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Sweet, juicy peaches within your reach

Growing peach trees takes commitment, but produces a tasty reward.

(Page 2 of 2)



Fighting disease and bugs

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Spraying is the most unsettling, but necessary, aspect of peach cultivation. After a wet spring, "I have got 12 sprays on these trees," Gouin says. He spent much of his career researching the benefits of compost, which is the pillar of organic growing, but he says it is impossible to raise pristine peaches organically in the wet and humid Eastern United States. Among the more damaging fungal diseases are peach leaf curl, which causes disfigured leaves and leaf drop in early spring, and brown rot, which ruins the ripening fruit.

In addition to the borer and the curculio, an insect called a stink bug causes fruit to deform.

Some authorities suggest that organic sulfur spray might control fungal diseases. Gouin says that it saves about half the fruit, but the grower will have to remove others that develop brown rot to prevent the spread of the spores and disease.

The classic "How to Grow Vegetables and Fruits by the Organic Method" by Rodale says this about preventing brown rot: In early spring, examine the tree "for the telltale gray tufts on the twigs which will produce the fungus spores. Remove all the infected twigs before the blossoms are in bud."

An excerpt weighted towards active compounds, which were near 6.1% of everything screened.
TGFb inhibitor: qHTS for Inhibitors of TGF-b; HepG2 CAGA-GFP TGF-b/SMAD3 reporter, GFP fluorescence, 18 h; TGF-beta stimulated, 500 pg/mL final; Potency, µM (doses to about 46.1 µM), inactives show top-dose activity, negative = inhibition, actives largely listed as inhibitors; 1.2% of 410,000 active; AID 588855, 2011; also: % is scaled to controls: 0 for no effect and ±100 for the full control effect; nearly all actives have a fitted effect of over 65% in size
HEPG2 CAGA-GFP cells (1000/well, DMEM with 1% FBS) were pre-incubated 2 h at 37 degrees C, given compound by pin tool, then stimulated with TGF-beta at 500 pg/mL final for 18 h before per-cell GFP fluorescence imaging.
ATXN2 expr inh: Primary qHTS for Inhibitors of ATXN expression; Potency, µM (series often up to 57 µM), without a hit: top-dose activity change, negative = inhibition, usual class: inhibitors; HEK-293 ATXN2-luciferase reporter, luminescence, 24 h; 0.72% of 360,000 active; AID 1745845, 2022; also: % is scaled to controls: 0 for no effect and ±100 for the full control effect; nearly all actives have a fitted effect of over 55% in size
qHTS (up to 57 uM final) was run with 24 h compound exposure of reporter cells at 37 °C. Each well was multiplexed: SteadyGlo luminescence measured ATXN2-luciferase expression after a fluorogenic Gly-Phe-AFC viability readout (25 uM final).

As for the curculio, a weevil that appears just as the flowers are blooming and is present through May, Rodale suggests this approach: Each morning during this six-week period, put a tarp under the tree and give the trunk a few blows. The pests will drop to the tarp, where they can be squashed. Perhaps you can tap the trunk with your toilet brush; just don't let the neighbors see you.

Fruit tree alternatives

Given the demands of Prunus persica, it might be easier to forgo cultivating the plant and just buy some peaches at the supermarket. But there are pitfalls there, too. Horticulturists know the peach as a fruit that will not ripen off the tree. If it is picked with its yellow skin in the green stage, it will ship well but never fully mature.

Gouin says that if you are looking for easier tree fruits to grow, go with varieties of Asian pear, Asian persimmon, or pawpaws. But if you do decide to plant a little peach orchard, you may want to follow Gouin's example of soil amendment. He applied six cubic yards of finished compost per 1,000 square feet.

"We had peaches the second year after planting," he says. The trees themselves "took off like scared rabbits."

Editor’s note: For more on gardening, see the Monitor’s main gardening page. Our blog archive. Our RSS feed.

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